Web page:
Andrea_Schiefelbein Andrea Schiefelbein

Breaking down barriers to pancreatic cancer care in Wisconsin

As survival rates for other cancers have improved over the years, pancreatic cancer remains a difficult and deadly diagnosis.

While it is a rare cancer, the five-year survival rate is only 9%, and only about 20% of patients are eligible for surgical treatment.

Despite poor outcomes, researchers at the Morgridge Institute for Research and UW–Madison want to ensure that pancreatic cancer treatment options are accessible to all — regardless of race, ethnicity, or insurance status — so that patients can make the most informed decisions regarding their care.

Andrea Schiefelbein, assistant director of operations for the Skala Lab, is leading the project investigating disparities in pancreatic cancer care.

Melissa Skala
Melissa Skala

Along with Morgridge Investigator Melissa Skala, the collaborative project includes oncologist Noelle LoConte, surgical oncologist Sharon Weber, sociologist John Eason, and their teams at UW–Madison.

“We submitted a proposal to look into disparities between rural patients and urban patients in Wisconsin,” says Schiefelbein, “and we were lucky enough to actually get funded from two sources.”

While waiting for the funding decision from the National Institutes of Health, the group also received funding from the UW Carbone Cancer Center Pancreas Cancer Task Force, which supports pilot research projects at the university.

“By the time the NIH funding actually came around, we already had several months-worth of the project under our belts,” says Schiefelbein. “We were able to get jump-started…because of that very active advocacy group made of survivors, family members, and friends of people who have had pancreatic cancer.”

With funding from both these sources, the research group is looking at equity of pancreatic cancer care at both the statewide and the local (UW Health) level.

Additionally, there are two aspects to the research —basic science/biology and public health.

The Skala Lab is receiving surgical specimens from pancreatic cancer surgeries and treating them with different chemotherapies to monitor metabolic changes. Schiefelbein says the goal is to see if the response to treatment correlates at all with whether the patient lives in a rural or urban area.

“There’s some research that shows that rural patients (for some cancers), are diagnosed at a later stage,” she says. “So they may not respond to chemotherapy as well, and that could be leading to shorter overall survival.”

Currently, the lab is still collecting data, as the COVID-19 pandemic has stalled the processing at the biobanks that provide the samples. But Schiefelbein hopes they can continue that work by the middle of next year.

The pandemic hasn’t stopped the project altogether, as the team has been actively analyzing the public health data.

“The pandemic has actually removed some of the barriers to meeting in person by just being able to do everything online,” says Schiefelbein. “We’ve been meeting pretty much every other week since April, which has been great.”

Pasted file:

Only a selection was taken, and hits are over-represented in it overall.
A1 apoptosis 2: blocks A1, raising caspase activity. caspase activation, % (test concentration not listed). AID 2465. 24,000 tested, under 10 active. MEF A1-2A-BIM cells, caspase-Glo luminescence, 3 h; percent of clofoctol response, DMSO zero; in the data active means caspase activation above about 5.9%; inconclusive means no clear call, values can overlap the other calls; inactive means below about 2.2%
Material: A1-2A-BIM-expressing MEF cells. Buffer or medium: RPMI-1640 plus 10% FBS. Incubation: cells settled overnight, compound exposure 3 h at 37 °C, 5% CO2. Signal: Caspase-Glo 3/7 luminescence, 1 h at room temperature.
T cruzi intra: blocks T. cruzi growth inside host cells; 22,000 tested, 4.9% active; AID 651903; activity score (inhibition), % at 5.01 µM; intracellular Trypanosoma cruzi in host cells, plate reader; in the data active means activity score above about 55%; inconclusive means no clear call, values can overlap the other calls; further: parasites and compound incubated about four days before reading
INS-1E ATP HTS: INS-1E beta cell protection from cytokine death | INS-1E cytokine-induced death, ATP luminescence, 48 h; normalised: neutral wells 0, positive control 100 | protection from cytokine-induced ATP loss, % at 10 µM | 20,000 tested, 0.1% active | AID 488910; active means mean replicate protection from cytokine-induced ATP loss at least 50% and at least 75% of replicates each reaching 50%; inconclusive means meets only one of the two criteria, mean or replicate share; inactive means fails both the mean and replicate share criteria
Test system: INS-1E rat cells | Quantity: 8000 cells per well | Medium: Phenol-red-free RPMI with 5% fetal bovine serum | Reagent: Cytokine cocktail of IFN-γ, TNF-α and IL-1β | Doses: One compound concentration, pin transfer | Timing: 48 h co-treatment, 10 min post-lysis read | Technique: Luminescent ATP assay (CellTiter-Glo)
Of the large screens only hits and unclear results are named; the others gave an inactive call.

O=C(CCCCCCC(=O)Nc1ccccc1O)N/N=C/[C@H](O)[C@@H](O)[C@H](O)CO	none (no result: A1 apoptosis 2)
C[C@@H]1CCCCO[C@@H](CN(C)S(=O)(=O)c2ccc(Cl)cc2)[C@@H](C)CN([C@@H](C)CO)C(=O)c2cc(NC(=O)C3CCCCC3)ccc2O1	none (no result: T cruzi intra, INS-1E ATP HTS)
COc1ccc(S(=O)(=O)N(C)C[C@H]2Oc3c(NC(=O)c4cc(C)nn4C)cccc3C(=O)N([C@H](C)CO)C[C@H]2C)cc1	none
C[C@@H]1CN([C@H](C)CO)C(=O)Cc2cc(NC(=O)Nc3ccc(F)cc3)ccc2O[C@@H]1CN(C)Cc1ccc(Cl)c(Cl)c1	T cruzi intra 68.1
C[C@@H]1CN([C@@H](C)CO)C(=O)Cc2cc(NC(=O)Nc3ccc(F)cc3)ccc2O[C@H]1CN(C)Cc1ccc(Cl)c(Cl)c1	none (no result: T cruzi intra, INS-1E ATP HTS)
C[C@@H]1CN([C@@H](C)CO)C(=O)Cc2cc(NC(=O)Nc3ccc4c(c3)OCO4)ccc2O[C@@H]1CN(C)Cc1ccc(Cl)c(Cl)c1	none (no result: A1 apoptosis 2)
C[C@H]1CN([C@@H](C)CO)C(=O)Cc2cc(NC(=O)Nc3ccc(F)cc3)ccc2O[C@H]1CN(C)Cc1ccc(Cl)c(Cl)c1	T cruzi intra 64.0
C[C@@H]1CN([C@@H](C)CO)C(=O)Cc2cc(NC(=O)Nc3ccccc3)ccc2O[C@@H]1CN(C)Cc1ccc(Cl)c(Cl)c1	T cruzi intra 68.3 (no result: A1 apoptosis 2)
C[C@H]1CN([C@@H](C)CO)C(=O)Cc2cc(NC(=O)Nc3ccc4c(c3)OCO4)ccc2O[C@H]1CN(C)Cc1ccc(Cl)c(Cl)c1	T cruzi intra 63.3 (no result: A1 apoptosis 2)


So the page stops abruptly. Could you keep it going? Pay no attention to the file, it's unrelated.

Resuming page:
The researchers are using data from the Wisconsin Cancer Reporting System, a statewide database that includes 8,416 pancreatic cancer patients diagnosed between 2004 and 2017; and the UW – Health Pancreatic Cancer Registry, which includes data on 1,569 patients who were diagnosed between 2004 and 2016.

“So the idea with the data that we’re abstracting right from the health records is that we can get really specific social data,” Schiefelbein says. “We can get a lot more variables to give a more robust picture of the patient to then try to see what patient characteristics are associated with our outcomes.”

“From a race and ethnicity perspective, there are a lot of differences. And that was really depressing and tough to see in the data.”

Andrea Schiefelbein

At the state-level, they focused on patient race, ethnicity, sex, location, and insurance coverage, while the local UW data also includes information on several co-morbidities and risk factors—the patient’s body mass index, smoking and alcohol intake, diabetes status, or whether or not they’ve had other cancers.

“The good news is that in Wisconsin, rural versus urban residence does not seem to be associated with any difference in outcomes,” says Schiefelbein. “So that’s great for the study—it’s great for Wisconsin.”

She says this is likely due to the fact that Wisconsin has pretty good healthcare coverage overall compared to some other states. But the rural/urban disparity is only one angle.

“From a race and ethnicity perspective, there are a lot of differences. And that was really depressing and tough to see in the data,” Schiefelbein adds. The researchers also noted disparities based on sex, age, and insurance status.

They found that Non-Hispanic Black and Non-Hispanic Asian patients, in addition to female patients were less likely to receive treatment compared to white and male patients.

Additionally, patients with Medicaid or Medicare had lower odds of receiving treatment, while uninsured patients had the lowest odds when compared with patients who had private insurance. 

“Those are things that make sense from a society perspective,” says Schiefelbein. “But now we also know that it’s happening at UW, it’s not just this abstract thing that happens in cancer care.”

Schiefelbein says that it is the responsibility of organizations to understand these disparities and work toward mitigating inequitable access to treatment. There should also be further research on the contribution of systemic bias toward race and ethnicity in healthcare.

She adds: “The most actionable level is for healthcare organizations to know that these differences are happening, and then put staff towards working with the patients who might be at risk of some of these poorer outcomes.”